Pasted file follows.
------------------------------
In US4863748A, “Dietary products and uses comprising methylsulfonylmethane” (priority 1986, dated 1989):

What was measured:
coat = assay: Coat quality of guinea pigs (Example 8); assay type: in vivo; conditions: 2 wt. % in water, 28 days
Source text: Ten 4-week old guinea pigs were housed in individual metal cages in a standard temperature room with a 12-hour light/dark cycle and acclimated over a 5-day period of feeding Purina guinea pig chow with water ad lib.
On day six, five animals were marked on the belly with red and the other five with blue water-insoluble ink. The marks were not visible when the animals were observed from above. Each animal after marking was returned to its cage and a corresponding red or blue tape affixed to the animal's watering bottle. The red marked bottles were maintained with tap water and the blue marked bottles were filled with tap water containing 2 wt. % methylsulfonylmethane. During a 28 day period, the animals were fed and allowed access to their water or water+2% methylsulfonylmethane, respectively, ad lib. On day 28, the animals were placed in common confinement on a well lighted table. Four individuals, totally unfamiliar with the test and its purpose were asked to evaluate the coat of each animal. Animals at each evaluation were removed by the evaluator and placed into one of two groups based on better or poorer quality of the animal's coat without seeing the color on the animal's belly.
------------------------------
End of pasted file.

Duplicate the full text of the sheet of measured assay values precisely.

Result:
In US4863748A, “Dietary products and uses comprising methylsulfonylmethane” (priority 1986, dated 1989):

What was measured:
coat = assay: Coat quality of guinea pigs (Example 8); assay type: in vivo; conditions: 2 wt. % in water, 28 days
Source text: Ten 4-week old guinea pigs were housed in individual metal cages in a standard temperature room with a 12-hour light/dark cycle and acclimated over a 5-day period of feeding Purina guinea pig chow with water ad lib.
On day six, five animals were marked on the belly with red and the other five with blue water-insoluble ink. The marks were not visible when the animals were observed from above. Each animal after marking was returned to its cage and a corresponding red or blue tape affixed to the animal's watering bottle. The red marked bottles were maintained with tap water and the blue marked bottles were filled with tap water containing 2 wt. % methylsulfonylmethane. During a 28 day period, the animals were fed and allowed access to their water or water+2% methylsulfonylmethane, respectively, ad lib. On day 28, the animals were placed in common confinement on a well lighted table. Four individuals, totally unfamiliar with the test and its purpose were asked to evaluate the coat of each animal. Animals at each evaluation were removed by the evaluator and placed into one of two groups based on better or poorer quality of the animal's coat without seeing the color on the animal's belly.